I don’t know about you guys, but one thought I had while playing Watch Dogs: Legion was that it could do with a dash of multiplayer. The game’s skill-based approach is practically screaming for it, considering all its randomized operatives can have a variety of tools to solve puzzles. More important than having more than one making current problems easier to solve, having multiple operatives active at once means you can drastically increase the difficulty of the puzzles.
Thanks to our friends at Ubisoft, we managed to get a special media preview of the Watch Dogs: Legion multiplayer. It’s pretty much what I just explained- all the fun of Watch Dogs, but now with your friend next to you instead of backseating your terrible stealth skills.
The Watch Dogs Legion multiplayer experience is surprisingly well-crafted, having many different mission types based on what kind of experience you want. On top of that, it has a 4-player free roam, letting you terrorize the streets of London and go fishing for new recruits.
Admittedly, some players might want a bigger free roam session, but I’d argue it goes against the spirit of Watch Dogs. Unlike other big sandboxes, Watch Dogs is way more about working together, since you’re supposed to be The Resistance so it wouldn’t do you well to be getting into gang fights with each other outside a deli. Since four is the maximum number of players per mission, it makes sense to restrict the number of people in a session to four, too.
Just like regular Watch Dogs, you can’t just gacha for the best operatives and clear every mission with them. Instead, you’ll need Influence points if you want to win over some of the more useful operatives. Completing missions will get you Influence, and there’s no shortage of missions for you to do to get them. Here’s but some of the missions you can do to win over the operative of your dreams:
Tactical Ops For A Tactical Guy
For those who want a strict mode that forces co-operation, you need to try out Leader of The Pack. These missions are long and complex, and require an utmost mastery of the game. This is by far the most fun mode in terms of immersion, as you absolutely need to be on the ball when it comes to doing these missions.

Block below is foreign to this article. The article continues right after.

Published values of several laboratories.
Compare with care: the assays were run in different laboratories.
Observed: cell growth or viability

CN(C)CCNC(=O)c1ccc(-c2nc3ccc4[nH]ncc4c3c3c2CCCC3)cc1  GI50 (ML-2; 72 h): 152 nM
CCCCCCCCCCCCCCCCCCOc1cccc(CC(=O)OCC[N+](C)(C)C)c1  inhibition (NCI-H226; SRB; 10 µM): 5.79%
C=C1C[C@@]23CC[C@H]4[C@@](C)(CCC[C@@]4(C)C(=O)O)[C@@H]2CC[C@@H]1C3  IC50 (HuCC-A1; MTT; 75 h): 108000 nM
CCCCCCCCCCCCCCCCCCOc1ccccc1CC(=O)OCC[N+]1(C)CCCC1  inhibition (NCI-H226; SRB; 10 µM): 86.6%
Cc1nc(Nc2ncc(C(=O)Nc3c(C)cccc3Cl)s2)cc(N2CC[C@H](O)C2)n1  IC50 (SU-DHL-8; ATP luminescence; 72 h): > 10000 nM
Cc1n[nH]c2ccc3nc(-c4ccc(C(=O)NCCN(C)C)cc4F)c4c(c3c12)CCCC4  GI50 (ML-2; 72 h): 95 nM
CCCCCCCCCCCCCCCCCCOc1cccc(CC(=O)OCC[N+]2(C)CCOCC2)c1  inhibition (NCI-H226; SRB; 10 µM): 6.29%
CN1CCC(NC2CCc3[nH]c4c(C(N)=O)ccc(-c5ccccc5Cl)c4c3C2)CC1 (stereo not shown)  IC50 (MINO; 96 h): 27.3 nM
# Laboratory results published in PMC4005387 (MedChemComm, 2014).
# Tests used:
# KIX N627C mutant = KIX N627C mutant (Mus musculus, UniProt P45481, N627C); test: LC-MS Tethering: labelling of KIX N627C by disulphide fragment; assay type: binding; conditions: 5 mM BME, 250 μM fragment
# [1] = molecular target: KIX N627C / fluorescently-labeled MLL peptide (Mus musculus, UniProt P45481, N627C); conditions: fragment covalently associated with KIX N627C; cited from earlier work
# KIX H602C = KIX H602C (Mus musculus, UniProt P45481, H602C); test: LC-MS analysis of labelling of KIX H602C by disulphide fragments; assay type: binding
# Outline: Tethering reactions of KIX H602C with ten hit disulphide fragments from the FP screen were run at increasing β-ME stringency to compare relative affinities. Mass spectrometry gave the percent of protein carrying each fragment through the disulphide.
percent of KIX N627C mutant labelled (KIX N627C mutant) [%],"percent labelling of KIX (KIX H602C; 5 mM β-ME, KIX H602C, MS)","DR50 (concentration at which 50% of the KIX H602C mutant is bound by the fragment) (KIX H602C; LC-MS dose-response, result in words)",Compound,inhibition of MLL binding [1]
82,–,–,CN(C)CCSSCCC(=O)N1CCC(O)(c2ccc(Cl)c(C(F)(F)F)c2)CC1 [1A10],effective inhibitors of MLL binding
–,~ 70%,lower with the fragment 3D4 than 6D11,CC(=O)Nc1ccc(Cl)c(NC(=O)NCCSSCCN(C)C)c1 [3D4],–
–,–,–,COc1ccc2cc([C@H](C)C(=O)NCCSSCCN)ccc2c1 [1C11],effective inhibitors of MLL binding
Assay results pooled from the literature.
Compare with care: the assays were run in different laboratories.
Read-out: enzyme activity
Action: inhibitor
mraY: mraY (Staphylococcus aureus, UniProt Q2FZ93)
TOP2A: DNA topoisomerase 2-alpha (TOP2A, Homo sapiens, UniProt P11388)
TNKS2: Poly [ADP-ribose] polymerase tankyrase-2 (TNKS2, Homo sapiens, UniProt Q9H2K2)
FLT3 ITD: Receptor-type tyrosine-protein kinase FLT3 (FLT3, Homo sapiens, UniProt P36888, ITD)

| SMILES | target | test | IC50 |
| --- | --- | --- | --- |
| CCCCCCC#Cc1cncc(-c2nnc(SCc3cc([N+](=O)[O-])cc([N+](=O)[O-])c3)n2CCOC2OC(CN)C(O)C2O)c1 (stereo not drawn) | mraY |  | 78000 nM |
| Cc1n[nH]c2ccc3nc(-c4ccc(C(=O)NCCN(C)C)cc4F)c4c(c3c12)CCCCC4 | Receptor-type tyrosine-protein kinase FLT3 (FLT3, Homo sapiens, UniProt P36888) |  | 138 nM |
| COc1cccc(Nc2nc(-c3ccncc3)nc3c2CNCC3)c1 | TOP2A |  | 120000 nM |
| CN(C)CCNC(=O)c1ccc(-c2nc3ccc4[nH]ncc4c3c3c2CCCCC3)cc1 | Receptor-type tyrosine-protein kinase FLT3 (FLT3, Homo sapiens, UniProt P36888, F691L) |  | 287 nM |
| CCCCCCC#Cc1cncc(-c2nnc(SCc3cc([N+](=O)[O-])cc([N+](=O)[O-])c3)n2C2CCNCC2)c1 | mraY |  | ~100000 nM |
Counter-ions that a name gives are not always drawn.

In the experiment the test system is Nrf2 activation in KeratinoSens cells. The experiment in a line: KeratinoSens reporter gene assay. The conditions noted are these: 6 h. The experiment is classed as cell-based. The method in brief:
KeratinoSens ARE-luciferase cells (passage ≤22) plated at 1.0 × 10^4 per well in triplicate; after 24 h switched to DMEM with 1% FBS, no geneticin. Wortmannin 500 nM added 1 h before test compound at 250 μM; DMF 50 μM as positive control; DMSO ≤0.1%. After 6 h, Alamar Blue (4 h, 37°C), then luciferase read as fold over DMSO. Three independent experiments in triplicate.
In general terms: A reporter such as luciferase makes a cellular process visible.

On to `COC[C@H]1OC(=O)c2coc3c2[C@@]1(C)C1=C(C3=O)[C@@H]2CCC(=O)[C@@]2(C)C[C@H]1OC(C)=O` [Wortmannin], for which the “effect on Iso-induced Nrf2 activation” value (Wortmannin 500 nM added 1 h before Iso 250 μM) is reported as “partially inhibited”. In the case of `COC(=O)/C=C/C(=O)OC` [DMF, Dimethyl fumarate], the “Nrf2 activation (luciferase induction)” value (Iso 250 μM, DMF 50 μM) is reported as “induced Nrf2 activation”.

The one that spawned during our session kicked off with forcing our group of four to split in two, with each side having to tackle different objectives. “Just do one at a time” wasn’t an option, since a key part of the mission involved flipping a switch at both locations simultaneously.
It required equal parts combat and hacking mastery, which meant your party had to be very thoughtful about which operatives they were bringing into the mission. Being downed also fails you the mission, so you have to make sure to have each other’s backs unless you like listening to Bagley’s funny rants at the start of each mission.
In our session, our party had begun to swear by the security operatives, due to their overwhelming firepower. While generally good for shooting things, we soon learned the hard way that the Security types were only good once things had already gone south, and it was hard to salvage the mission once you’re doing a final stand against a seemingly endless horde of guards.
One of the most important things you learn from these missions is that you need to work together. This seems obvious in retrospect, but you’ll never realize your team’s potential for redundancy until you realize that only one spiderbot is needed to disable all the security, so your other operatives should find some way else to contribute.
Similarly, our team’s mantra of “Guns out, Fun’s out”, stopped working fairly quickly, since Albion apparently has some sort of fast cloning machine to endlessly send security guards after us. Sure, the hordes of guards could be mowed down with ease, but the point is they never stopped, and so we got no hacking done anyways.
The layouts are quite cleverly designed, and they’re definitely meant to be failed a few times as you get used to the layout of each location. Communication is key here too, as you’ll need someone at vantage points disabling drones and the like while the other player gets in.
Despite the fact we didn’t have enough teamwork to beat the mission, this was probably my favorite part of the multiplayer experience. Personally, I’m a sucker for immersion, and Leader of the Pack has that in spades. I can’t imagine doing these in public queues, though, so I’d really advise trying it only if you had friends with you, or a resilient amount of charisma.
My one gripe here is that these missions can, as a result, feel less open. From our limited experience there’s really one way through all of these, so it’s not as fun if you’re looking for the zany side of Watch Dogs: Legion. There’s not going to be a problem solved by descending from the sky in a quad drone, and there’s no way to avoid the gunfight portions. Leader of The Pack should definitely be treated as more advanced content, because it definitely demands a minimum level of skill from you.
Co-Op And The Fun Of Casual Violence